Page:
We began by threading a John James Applique Needle size 10. Just as some people prefer Fords and others prefer Chevrolets, I wanted my students to test drive a milliners needle and quilters betweens needle. I occasionally switch off to different needles just for a change. It gives my fingers and hands a rest. For hand applique, you want a needle that is so smooth and slender that it readily punctures the fabric rather than pushes. If your eyesight is better than mine, perhaps you might try a size 11. The bigger the number, the finer the thread and hand sewing needles- just like us, as we “mature” we get finer. Using Needle Grip-Its also helps with hand stress that is the result of the repetitive motion of gripping and pulling a needle. I also shared information about the ergonomic benefits of a Roxanne thimble and using the side motion of one’s finger for pushing a needle through fabric.

We discussed placement of applique pieces, using a light box and/or clear plastic with the design traced on the plastic with a permanent fine tip marker. The design offered opportunities to practice placement of a curved bias-cut vine, leaves, and three petals of a flower. For portability and ease of applique, students could use Roxanne’s Glue Baste-It with or without the addition of straight pins and basting. I love to applique thin stems, so students were shown how to overcut stem fabric on the bias and trim it down to make a slender stem, or one that was smaller at the end that tucked under the flower. If you want the tip of a leaf to just touch the stem, there is a trick for that as well.

The flower consisted of three heart shapes, two of which were tucked under the center heart. A heart shape offers the opportunity to stitch straight sides, curves, innie and outie points. Having three heart shapes in the flower gave the gals plenty of practice, and I must say they all did so very well.

Two smiling “Awesome Appliquers”

The day was not only spent discussing the finer points of needle turn applique. We talked about children, grandchildren, recipes, gardening, and many other things so dear to our hearts. One of the best parts of spending the day with friends and stitching is building rapport or womanship. Customers peeked in, curious to see what we were doing. Many thanks to Ruth, shop manager, and Monica, her helper for the day. They provided encouragement and cut fabric before we left. One must not leave without taking fabric home, or patterns, or supplies, or some memory of this wonderfully welcoming quilt shop and Textile Studio. This is an unspoken rule of and for all quilters.

Rule #1: Never Leave Empty Handed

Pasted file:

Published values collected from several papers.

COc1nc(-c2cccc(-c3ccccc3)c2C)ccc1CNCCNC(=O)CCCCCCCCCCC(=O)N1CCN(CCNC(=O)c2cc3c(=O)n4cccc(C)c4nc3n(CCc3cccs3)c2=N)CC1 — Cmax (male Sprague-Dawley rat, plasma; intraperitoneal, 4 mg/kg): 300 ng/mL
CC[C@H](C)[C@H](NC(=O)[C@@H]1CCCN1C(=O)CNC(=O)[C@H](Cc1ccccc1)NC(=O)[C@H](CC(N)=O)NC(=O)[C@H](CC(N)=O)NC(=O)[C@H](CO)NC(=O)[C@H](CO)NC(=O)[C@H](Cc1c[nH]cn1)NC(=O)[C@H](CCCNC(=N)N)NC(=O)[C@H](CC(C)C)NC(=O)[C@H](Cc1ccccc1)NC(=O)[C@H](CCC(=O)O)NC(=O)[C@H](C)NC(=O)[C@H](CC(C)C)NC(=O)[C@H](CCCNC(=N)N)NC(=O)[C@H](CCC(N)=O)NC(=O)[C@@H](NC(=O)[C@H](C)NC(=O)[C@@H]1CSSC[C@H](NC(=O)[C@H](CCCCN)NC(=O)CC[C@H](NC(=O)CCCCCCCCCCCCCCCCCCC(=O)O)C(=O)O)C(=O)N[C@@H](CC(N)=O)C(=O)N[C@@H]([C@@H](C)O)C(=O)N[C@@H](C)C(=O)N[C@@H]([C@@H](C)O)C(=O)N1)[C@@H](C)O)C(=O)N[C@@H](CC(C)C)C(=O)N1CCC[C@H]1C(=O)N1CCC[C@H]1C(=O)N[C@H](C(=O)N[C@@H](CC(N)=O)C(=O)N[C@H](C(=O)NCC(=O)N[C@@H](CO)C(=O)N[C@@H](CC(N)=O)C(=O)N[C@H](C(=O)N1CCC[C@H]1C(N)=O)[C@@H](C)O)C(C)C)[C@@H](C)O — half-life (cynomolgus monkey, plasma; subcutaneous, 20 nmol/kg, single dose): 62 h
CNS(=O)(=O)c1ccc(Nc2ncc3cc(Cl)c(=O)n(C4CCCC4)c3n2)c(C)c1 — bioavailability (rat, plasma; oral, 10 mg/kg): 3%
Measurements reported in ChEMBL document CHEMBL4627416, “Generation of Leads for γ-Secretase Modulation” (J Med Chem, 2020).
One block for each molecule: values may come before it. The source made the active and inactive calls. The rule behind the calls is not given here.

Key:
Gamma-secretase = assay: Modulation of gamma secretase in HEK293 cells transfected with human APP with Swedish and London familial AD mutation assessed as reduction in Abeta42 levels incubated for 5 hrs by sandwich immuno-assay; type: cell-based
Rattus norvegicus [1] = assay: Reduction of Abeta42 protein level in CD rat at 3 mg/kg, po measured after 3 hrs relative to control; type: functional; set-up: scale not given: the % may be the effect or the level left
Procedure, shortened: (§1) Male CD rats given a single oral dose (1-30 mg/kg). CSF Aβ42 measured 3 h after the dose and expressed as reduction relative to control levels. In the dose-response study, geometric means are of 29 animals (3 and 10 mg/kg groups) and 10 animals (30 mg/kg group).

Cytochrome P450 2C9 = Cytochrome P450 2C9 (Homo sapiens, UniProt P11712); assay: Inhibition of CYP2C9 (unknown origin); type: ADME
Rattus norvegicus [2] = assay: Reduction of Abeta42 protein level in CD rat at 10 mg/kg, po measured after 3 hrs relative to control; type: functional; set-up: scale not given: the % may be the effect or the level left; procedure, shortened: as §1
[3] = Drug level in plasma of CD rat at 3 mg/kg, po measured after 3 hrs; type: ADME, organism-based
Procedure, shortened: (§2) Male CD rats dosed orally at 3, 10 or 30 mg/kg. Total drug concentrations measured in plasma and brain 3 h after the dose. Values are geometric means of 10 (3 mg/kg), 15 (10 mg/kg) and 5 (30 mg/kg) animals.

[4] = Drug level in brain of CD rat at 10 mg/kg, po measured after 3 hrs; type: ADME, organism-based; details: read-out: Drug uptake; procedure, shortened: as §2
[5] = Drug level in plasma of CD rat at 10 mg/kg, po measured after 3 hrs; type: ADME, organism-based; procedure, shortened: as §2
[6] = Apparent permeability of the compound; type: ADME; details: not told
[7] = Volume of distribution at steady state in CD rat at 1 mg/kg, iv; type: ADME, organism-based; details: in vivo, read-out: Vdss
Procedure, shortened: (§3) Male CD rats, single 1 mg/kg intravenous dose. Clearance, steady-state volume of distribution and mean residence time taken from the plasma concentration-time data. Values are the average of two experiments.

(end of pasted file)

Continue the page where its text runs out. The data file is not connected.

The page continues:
I am so happy to have been a part of converting machine piecers and quilters into hand appliquers, and these new appliquers are truly awesome. There was no whining, nary a word of complaint, just fun and learning a new skill. I also feel as if I made some new friends, which is such a joy. And, I learned things from my students as well. They shared tips, tricks, and techniques with me that I can use and that will improve the quality of my work and play.

 

My Pink Nesting Place

My Nesting Place

By Judy Moore Pullen

We all need a place to relax, create, and play. My place is a pink wing-back chair, surrounded by things that make me comfortable and cozy. My pink chair is like a “learning set” which I encouraged parents to provide for their children during my years as a public-school educator. It is the place that my body and soul go to and get ready to hand sew.

nesting place

My Pink Nesting Place

I discovered my pink chair in a resale shop in San Angelo, Texas, years ago. My pink chair has accompanied me on several moving ventures and adventures. It has suffered some dings, which I cover with an old piece of lace across the wings. Try as I might to connect with my pincushion on the table next to my pink chair, it continues to endure punctures of needles and pins in the upholstered arm on the right. A handmade rolled pillow, a gift from friends years ago, fits across the back to better conform to my back.

On the right side of my nest is a once discarded small end table that my dear husband, Don, picked up at a garage sale before we met. I have adopted it, placed a lovely vintage lamp on top, and scatter balls and spools of thread, pretty little bowls for scraps, a funny coaster for refreshment, and an array of pencils, scissors, note pads, and flat out stuff.

Adjacent to my table, I have extended my nest to include the arm of a big leather sofa. I admit to having more than one hand stitching project going at a time…I have a problem. The arm of the sofa is large enough to hold an old jewelry box encrusted with black beads, also a great find from a resale shop. On the inside of the box, my jewels of choice are needles, straight pins, needle threaders, small scissors, a Roxanne Thimble, Needle Grip-its, and bits and pieces of needful things. There is still room on the arm of the sofa to hold a stack of on-going projects.